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Biosurfactants: What Are They?

By October 30, 2019No Comments

Biosurfactants or amphiphilic compounds are a diverse group of molecules which consist of a polar (hydrophilic) head and a nonpolar (hydrophobic) tail.

This unique structure makes these compounds surface (interfacial) tension reducers, which is why they are called biosurfactants (biological surface active agents). Surface tension can be defined as the property of the surface of a liquid that allows it to resist an external force, due to the cohesive nature of the water molecules.

For example, washing dirty clothes with only water would not be very effective, while adding a little bit of soap will help make the clothes cleaner. That is because soap is also a surfactant (which initially was made from amphiphilic saponins derived from plants). Soap allows both better absorption of particles from the liquid and better removal of particles from the surface.

The surface tension of water is 72 mN/m; a good biosurfactant can reduce this value to ≤ 35 mN/m, more than twice.

Biosurfactant CMC Chart

Figure A

The surface and interfacial tension reduction, and other properties, are based on these molecules’ ability to form micelles: aggregations of biosurfactant molecules. The concentration at which micelles start forming is called the critical micelle concentration (CMC). When surfactants reach CMC, they are able to greatly reduce surface (interfacial) tension and therefore change the characteristics of the products containing these amphiphilic compounds (see figure on the right).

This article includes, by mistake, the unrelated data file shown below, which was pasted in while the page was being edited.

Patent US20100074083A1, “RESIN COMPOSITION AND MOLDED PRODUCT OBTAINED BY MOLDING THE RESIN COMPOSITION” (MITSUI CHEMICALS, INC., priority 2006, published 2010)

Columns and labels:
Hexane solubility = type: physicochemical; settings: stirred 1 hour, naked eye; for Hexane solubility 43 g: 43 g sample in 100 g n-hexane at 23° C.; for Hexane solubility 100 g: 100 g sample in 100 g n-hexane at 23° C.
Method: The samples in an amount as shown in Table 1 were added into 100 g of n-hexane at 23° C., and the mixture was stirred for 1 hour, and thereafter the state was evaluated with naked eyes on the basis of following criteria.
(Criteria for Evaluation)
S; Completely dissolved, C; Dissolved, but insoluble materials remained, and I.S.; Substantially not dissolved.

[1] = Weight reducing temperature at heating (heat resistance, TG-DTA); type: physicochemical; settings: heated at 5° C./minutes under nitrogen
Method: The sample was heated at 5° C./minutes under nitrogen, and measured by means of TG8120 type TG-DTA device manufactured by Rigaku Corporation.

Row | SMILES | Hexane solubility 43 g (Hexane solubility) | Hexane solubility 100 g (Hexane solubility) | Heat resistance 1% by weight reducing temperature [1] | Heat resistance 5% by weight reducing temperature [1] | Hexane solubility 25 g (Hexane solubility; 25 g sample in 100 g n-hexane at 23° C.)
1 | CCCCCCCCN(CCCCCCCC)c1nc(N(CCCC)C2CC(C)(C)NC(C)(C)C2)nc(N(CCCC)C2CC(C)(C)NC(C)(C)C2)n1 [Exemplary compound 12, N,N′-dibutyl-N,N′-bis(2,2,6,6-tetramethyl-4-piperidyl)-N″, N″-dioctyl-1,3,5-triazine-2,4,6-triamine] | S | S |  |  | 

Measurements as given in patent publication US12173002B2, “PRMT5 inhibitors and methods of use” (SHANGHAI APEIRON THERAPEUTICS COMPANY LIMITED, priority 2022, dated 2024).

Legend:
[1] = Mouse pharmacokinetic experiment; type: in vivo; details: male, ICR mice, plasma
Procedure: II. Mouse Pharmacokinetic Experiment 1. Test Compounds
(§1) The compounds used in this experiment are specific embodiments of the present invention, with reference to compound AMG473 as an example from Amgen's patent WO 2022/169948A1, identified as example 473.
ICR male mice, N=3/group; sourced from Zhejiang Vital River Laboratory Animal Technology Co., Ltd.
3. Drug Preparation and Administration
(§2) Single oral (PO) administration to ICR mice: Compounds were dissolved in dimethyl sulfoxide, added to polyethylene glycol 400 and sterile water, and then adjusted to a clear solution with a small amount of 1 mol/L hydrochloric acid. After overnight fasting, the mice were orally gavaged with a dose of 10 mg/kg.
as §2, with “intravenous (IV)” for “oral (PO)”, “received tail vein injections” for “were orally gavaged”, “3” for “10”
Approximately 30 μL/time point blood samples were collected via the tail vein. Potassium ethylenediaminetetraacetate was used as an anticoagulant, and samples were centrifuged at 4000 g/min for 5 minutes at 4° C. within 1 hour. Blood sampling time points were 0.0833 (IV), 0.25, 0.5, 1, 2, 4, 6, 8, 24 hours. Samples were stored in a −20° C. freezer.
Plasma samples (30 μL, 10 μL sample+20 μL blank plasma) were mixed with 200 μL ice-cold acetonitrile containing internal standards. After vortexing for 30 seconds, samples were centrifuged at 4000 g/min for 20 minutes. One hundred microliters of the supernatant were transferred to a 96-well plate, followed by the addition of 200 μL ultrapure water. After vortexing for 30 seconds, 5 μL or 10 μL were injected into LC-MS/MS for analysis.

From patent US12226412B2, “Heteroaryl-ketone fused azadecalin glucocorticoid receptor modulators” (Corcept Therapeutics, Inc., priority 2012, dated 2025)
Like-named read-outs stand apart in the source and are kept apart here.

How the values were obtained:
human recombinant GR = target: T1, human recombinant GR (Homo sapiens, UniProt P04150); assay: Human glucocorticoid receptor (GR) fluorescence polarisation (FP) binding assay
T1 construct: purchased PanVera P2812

The benefit of such a mechanism is that once CMC is reached (for good biosurfactants this value is about 100 mg/L), the maximum effect is already reached and there is no necessity to use large amounts of a biosurfactant.

Although named ”biosurfactants”, unlike many chemically synthesized surfactants, their surface activity is not the only property of the molecules.

HLB Applications

Figure B

They, depending on the type, have solubilizing, emulsifying, dispersing, detergent and stabilizing properties, opening a wide spectrum for potential applications.

​For example, emulsifying properties are determined by the ratio between the hydrophilic and hydrophobic parts (HLB – hydrophilic-lipophilic ratio). The larger the hydrophilic portion is in comparison to the hydrophobic part, the higher the HLB is. Depending on HLB value, the compound would be effective in different applications (see figure B).

Biosurfactants also have a wide range of biological, physical and chemical functions including antibacterial, antiviral, antifungal, anti-inflammatory, anti-tumor, immunomodulating, chelating and many others.